Computer Cursor Keeps Jumping Around – What To Do
For computers, the keyboard and mouse combination is the perfect way to control it. Until we can control computers by pure thought anyway. For such a simple device, the mouse causes quite a few issues in Windows 10, way more than something so established really should. One common issue is when the computer cursor keeps jumping around. That’s what we’re going to tackle today.
When we say jumping around, we mean when the cursor randomly appears in different areas of the screen without you moving it. The cursor could remain in place one minute and appear somewhere else entirely the next. It can also jump too far when you’re moving it, way above what speed you have it set to. Either way, the mouse is a precision device and it isn’t acting like it.
Stop the cursor jumping in Windows 10
There could be several reasons why your cursor is jumping around. It could be an issue with the mouse, with the mouse driver, with mouse settings or even malware. I’ll start with the most likely suspects and work through each of the more common causes here.
I’ll assume you have tried rebooting your computer and the symptoms keep reappearing. I’ll also assume you haven’t made any big changes to your computer that could be causing this to happen.
Your first point of call is to check the mouse. If the cursor is jumping around after working properly for ages, it could be a hardware error or mouse failure. Mice are cheap so buy or borrow another mouse, plug it into your computer, let Windows 10 detect the change and retest.
If the cursor stops jumping, the issue is with your mouse. If it still happens, it isn’t the mouse. You can either keep using your new mouse or replace it with your old one.
Check the mouse driver
Normal mice work perfectly well with the default Windows driver. Gaming mice with special features may require a specific driver to use those features. Either way, check the driver and roll it back or reinstall.
- Right click the Windows Start button and select Device Manager.
- Select Mouse and Other Pointing Device.
- Right click your mouse and select Update Driver.
- Let Windows check for a new driver and install if it finds one.
If there is no new driver, you can try uninstalling the device. This will remove the driver. Reboot your computer and let Windows discover the mouse again and reload the default drivers.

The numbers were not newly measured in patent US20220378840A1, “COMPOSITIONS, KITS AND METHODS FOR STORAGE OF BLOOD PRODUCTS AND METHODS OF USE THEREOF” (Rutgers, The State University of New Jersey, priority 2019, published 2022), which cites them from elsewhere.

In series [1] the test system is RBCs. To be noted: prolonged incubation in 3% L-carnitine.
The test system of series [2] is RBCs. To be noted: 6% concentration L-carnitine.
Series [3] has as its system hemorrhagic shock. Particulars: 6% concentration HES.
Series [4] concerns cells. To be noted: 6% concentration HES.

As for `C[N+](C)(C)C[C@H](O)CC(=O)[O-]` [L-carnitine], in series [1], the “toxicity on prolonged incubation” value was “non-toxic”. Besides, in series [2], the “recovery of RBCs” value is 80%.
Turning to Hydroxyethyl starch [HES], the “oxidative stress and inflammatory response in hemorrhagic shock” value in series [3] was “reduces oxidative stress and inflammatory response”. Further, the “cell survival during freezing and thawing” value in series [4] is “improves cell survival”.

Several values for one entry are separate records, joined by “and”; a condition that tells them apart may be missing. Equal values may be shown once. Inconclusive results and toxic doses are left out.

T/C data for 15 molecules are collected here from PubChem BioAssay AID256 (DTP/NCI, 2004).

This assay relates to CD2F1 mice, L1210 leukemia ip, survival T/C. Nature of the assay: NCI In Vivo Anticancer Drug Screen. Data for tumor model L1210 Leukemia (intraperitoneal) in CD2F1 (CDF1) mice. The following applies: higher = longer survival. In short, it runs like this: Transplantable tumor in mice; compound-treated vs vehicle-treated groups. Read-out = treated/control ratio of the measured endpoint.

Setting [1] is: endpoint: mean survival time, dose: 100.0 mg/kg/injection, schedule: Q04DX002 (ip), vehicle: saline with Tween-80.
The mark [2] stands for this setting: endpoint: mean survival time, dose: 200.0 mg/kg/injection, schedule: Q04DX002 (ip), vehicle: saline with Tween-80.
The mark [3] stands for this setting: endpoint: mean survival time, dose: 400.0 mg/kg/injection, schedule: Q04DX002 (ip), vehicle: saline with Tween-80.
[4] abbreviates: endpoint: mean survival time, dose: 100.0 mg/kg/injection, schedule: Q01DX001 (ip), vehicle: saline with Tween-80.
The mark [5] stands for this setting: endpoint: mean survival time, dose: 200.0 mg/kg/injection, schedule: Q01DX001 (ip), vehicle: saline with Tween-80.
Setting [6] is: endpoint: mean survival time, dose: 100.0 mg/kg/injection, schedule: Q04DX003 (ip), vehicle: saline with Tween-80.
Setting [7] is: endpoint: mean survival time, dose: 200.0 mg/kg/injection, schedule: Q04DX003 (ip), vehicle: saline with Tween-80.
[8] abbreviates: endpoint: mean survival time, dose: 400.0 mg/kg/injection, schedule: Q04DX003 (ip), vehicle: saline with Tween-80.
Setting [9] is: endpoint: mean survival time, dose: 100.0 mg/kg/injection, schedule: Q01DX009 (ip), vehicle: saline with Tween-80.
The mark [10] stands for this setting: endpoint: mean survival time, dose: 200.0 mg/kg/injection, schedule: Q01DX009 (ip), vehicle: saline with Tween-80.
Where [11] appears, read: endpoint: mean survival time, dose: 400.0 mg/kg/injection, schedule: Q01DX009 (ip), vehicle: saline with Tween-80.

If you use a gaming mouse with specific software, uninstall the driver and that software. Retest the mouse with the default Windows drivers. If the cursor doesn’t jump, there could be a conflict with the driver. Check for updated drivers on the manufacturer’s website or troubleshoot separately.
Remove extra mice in Device Manager
If you have used your computer for a while and have added or removed hardware or software, you may find you have more than one mouse installed in Device Manager. This isn’t that unusual but can cause instabilities. If you saw more than one mouse in Mouse and Other Pointing Devices, you should try removing them.
First, you need to identify the mouse you use. If you’re lucky, it will be named correctly and you can simply uninstall the others. If you’re not so lucky, you have to select one, right click and select Disable This Device. If you disable one and your mouse still works, go back and try another. Repeat until you only have your actual mouse left in Device Manager.
If you disable the wrong one, use Ctrl + cursor keys to select Device Manager and scroll through the settings to enable the mouse once more.
Change mouse settings
There is specific setting in the mouse configuration screen that is known to cause cursor jumping in some situations. That setting is pointer precision. It works perfectly well on some computers and can cause issues on others. Let’s see if it’s causing problems with yours.
- Right click the Windows Start button and select Settings.
- Select Devices and Mouse.
- Select Additional Mouse Options from the center.
- Select the Pointer Options tab in the new window.
- Uncheck the box next to Enhance Pointer Precision.
- Retest your mouse for a little while.
Usually, this setting dials in your mouse so it is much more exact when in use. Stopping this function will slightly alter how responsive your mouse is but you soon get used to it and adjust.
Scan for malware
There are a few pieces of malware that cause the cursor to jump around as a side effect of their nefarious tasks. That’s easy to tackle with a full malware and antivirus scan. Once removed and your system rebooted, your mouse should work perfectly again. Perform regular scans and it should never happen.